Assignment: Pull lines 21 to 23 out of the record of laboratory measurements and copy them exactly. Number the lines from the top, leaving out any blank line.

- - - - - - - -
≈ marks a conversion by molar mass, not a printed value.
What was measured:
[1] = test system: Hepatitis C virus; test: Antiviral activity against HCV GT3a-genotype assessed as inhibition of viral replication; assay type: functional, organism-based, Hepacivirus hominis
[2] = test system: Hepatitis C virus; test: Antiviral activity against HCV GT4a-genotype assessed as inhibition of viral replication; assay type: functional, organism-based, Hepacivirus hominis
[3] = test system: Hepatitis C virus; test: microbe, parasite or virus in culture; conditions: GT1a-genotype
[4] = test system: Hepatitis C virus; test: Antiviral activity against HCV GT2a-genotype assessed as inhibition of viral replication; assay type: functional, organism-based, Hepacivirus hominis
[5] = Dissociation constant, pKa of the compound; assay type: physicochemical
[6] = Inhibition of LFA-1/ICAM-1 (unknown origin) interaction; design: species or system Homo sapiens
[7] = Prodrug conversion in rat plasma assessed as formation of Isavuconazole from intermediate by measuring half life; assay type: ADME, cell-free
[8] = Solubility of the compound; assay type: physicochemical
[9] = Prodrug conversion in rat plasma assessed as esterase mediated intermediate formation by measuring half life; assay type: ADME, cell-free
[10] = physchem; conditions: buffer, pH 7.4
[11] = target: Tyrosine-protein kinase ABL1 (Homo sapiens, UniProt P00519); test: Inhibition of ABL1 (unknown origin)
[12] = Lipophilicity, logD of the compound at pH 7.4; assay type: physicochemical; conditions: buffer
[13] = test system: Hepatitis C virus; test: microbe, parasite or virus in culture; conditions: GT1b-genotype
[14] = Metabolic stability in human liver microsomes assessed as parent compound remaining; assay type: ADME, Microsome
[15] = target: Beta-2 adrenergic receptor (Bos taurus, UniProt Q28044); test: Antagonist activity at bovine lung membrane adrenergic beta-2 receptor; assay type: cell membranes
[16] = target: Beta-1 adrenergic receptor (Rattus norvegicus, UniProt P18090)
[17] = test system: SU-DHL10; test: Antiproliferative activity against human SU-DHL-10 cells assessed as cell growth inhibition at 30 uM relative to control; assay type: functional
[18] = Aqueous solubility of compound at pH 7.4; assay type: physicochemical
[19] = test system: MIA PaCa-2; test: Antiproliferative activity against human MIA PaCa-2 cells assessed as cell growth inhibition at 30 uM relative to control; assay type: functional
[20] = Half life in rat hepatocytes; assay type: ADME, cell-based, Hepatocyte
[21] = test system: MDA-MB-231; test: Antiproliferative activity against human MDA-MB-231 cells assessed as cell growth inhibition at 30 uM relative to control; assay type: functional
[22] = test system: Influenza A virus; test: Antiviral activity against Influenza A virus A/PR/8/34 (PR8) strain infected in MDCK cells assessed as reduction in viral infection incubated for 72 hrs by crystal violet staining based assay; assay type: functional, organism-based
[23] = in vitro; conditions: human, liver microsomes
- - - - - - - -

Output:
[19] = test system: MIA PaCa-2; test: Antiproliferative activity against human MIA PaCa-2 cells assessed as cell growth inhibition at 30 uM relative to control; assay type: functional
[20] = Half life in rat hepatocytes; assay type: ADME, cell-based, Hepatocyte
[21] = test system: MDA-MB-231; test: Antiproliferative activity against human MDA-MB-231 cells assessed as cell growth inhibition at 30 uM relative to control; assay type: functional